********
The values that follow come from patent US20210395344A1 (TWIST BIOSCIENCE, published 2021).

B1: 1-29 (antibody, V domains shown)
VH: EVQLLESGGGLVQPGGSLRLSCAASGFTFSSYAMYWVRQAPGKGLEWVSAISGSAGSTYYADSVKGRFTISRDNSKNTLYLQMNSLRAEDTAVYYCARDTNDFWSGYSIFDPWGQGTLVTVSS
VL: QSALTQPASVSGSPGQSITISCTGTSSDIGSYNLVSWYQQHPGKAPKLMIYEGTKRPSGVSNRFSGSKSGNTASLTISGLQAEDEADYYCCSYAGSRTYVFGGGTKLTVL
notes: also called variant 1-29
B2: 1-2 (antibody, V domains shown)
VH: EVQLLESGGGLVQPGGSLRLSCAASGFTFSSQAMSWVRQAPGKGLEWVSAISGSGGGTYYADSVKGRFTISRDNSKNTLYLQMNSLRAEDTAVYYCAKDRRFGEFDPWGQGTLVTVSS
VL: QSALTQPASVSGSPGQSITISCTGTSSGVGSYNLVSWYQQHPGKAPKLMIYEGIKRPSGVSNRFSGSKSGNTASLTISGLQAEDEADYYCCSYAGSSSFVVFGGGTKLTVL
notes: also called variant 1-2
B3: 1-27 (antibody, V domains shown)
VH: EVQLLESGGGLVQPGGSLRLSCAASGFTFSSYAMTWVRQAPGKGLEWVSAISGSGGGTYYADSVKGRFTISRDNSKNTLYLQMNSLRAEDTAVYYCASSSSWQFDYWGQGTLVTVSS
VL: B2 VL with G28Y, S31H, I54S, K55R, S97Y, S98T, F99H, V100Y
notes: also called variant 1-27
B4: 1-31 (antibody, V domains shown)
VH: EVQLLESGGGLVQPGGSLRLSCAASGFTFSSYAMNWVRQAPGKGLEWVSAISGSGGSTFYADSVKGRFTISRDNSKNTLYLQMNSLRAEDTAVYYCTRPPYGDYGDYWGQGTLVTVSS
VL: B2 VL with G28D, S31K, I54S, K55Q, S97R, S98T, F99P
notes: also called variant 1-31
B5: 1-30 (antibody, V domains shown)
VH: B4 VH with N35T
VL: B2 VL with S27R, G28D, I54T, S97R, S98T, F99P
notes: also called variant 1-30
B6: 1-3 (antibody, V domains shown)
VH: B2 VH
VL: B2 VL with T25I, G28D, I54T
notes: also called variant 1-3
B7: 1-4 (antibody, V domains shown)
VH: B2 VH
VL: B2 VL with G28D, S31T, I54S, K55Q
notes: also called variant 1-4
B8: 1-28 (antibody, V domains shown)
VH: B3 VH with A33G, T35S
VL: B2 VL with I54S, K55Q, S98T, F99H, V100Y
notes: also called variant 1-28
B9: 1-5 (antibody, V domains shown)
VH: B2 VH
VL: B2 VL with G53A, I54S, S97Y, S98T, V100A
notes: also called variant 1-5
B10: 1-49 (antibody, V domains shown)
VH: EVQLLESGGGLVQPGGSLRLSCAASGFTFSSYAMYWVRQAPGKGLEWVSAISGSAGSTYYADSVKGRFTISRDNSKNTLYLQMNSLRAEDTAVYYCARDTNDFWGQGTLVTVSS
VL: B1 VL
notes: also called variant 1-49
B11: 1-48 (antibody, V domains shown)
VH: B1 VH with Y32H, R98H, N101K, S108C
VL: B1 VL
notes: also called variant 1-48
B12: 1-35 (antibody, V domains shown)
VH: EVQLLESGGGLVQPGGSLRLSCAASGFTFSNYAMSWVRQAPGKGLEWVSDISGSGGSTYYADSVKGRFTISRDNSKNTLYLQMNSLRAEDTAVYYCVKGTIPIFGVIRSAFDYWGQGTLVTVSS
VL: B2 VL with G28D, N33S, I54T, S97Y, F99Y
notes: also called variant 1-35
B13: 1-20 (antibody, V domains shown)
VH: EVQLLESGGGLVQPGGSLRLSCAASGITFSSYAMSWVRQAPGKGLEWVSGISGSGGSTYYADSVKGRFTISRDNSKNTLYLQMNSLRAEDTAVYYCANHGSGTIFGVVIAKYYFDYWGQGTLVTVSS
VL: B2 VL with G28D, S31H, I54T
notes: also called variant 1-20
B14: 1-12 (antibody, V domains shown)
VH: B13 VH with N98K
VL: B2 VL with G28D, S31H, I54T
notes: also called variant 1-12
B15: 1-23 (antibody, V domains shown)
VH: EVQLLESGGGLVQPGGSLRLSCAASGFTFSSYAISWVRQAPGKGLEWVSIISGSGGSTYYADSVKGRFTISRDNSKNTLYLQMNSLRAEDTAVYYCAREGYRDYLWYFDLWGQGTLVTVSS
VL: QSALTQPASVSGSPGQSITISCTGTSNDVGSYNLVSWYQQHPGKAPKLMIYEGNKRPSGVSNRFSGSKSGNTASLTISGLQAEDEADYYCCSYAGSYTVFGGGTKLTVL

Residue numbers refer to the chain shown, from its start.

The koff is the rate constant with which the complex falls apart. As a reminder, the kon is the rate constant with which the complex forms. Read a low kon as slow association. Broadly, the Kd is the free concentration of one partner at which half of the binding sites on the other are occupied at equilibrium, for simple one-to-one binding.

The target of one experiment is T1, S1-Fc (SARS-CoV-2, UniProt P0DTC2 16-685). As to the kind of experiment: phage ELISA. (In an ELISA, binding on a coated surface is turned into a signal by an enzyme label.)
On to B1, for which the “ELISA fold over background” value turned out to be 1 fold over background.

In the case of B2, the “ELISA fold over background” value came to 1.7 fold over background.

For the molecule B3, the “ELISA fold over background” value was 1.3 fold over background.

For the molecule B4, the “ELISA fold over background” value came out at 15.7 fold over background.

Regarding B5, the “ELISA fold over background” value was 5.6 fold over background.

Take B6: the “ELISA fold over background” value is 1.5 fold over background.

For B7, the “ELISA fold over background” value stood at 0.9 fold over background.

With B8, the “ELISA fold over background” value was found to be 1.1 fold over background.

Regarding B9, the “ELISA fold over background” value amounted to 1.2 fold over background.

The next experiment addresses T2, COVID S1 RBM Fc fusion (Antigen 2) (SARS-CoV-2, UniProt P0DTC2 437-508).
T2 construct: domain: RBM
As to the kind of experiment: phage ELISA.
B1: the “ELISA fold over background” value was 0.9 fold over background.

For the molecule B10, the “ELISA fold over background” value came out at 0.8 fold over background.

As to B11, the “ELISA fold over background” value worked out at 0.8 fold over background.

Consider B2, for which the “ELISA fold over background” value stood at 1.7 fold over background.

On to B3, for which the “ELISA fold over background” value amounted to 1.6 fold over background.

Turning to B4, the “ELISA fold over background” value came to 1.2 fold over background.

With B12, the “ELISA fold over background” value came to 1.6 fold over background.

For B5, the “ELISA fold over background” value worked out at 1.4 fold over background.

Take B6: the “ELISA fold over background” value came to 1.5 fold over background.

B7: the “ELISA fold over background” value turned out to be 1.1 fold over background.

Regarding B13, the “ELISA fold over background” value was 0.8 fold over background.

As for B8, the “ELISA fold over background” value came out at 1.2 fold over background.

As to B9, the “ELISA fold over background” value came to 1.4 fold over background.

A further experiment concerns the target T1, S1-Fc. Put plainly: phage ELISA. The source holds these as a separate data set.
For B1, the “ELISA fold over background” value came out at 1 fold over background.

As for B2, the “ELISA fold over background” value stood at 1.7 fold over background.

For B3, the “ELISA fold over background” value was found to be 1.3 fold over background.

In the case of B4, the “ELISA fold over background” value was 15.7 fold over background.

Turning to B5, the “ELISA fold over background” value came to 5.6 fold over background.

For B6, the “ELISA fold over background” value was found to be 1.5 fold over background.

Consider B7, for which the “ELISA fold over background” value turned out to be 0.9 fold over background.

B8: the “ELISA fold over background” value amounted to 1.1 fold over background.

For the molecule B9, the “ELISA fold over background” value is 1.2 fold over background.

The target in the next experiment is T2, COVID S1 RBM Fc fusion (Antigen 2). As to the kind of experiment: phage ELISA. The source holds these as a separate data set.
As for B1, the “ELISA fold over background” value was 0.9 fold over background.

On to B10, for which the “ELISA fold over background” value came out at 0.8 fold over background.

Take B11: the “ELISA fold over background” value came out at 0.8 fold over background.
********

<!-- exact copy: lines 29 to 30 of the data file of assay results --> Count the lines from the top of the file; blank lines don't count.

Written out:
notes: also called variant 1-4
B8: 1-28 (antibody, V domains shown)